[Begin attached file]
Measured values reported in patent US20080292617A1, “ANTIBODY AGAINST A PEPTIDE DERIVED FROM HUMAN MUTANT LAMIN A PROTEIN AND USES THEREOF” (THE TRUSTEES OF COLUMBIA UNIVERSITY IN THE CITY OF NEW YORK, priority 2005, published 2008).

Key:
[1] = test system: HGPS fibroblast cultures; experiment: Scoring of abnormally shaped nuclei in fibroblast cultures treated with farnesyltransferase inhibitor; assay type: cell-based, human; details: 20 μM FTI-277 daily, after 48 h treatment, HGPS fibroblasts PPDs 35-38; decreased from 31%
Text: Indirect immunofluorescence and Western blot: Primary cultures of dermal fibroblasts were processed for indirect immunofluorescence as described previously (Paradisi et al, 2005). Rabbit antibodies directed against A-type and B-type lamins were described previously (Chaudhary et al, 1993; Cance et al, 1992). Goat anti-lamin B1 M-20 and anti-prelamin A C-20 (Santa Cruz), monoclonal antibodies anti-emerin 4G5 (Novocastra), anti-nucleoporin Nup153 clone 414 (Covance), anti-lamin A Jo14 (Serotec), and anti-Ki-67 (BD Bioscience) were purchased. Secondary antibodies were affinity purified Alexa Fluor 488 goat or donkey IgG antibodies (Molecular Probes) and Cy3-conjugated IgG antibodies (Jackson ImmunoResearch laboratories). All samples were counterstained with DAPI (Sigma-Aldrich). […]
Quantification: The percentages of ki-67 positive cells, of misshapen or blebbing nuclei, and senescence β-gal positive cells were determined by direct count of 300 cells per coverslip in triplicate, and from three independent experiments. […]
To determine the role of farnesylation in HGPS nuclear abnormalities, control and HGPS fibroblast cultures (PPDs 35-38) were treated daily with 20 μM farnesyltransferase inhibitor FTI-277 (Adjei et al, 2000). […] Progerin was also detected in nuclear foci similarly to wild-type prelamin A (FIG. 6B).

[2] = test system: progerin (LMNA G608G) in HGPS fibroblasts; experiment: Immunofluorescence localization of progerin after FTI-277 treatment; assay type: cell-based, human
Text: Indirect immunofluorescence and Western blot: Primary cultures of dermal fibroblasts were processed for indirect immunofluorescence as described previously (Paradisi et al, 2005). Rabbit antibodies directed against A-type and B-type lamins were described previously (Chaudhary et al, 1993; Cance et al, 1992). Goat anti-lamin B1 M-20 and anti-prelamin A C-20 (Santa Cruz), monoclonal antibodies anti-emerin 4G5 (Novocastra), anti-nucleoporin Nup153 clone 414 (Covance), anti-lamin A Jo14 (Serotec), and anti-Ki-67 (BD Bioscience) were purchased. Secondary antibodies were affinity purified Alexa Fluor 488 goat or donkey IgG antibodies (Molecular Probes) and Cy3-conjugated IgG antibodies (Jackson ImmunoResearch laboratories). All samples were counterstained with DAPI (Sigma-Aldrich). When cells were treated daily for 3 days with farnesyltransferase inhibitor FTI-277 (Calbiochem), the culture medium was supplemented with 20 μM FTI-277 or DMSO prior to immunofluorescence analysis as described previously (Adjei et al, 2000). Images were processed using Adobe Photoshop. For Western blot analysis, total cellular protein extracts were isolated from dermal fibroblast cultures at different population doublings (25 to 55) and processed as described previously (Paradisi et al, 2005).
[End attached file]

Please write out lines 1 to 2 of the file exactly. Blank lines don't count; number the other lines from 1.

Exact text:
Measured values reported in patent US20080292617A1, “ANTIBODY AGAINST A PEPTIDE DERIVED FROM HUMAN MUTANT LAMIN A PROTEIN AND USES THEREOF” (THE TRUSTEES OF COLUMBIA UNIVERSITY IN THE CITY OF NEW YORK, priority 2005, published 2008).

Key: